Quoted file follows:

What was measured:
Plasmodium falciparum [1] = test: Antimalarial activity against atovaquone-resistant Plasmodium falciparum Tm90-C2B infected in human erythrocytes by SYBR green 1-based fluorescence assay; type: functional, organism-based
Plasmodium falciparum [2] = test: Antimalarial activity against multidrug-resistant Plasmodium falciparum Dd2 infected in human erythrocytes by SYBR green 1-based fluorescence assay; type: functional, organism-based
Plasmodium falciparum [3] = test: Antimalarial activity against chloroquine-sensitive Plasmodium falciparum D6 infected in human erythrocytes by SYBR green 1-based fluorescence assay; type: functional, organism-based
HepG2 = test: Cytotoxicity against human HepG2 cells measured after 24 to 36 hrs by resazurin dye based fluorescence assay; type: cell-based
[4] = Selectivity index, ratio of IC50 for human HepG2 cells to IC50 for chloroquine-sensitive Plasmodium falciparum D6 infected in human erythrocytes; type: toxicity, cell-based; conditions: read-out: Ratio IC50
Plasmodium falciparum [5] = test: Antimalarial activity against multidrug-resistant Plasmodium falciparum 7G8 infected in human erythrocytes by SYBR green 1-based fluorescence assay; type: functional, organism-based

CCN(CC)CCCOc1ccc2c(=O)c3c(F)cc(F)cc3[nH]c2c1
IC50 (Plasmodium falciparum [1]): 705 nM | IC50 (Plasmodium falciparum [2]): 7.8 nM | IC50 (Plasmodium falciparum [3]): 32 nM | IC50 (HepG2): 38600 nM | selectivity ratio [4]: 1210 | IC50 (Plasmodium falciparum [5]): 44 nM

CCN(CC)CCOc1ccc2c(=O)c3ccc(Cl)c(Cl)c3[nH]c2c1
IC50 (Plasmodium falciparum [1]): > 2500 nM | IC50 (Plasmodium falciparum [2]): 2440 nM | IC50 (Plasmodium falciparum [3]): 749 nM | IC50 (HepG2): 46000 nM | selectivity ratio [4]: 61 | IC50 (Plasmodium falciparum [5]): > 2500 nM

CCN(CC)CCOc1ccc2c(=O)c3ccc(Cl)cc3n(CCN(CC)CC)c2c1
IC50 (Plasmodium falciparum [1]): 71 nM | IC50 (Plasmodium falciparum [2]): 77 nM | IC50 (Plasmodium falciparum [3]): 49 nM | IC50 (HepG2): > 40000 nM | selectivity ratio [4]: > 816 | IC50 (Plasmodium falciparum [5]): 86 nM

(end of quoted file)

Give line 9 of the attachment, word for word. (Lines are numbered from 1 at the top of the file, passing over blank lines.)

IC50 (Plasmodium falciparum [1]): 705 nM | IC50 (Plasmodium falciparum [2]): 7.8 nM | IC50 (Plasmodium falciparum [3]): 32 nM | IC50 (HepG2): 38600 nM | selectivity ratio [4]: 1210 | IC50 (Plasmodium falciparum [5]): 44 nM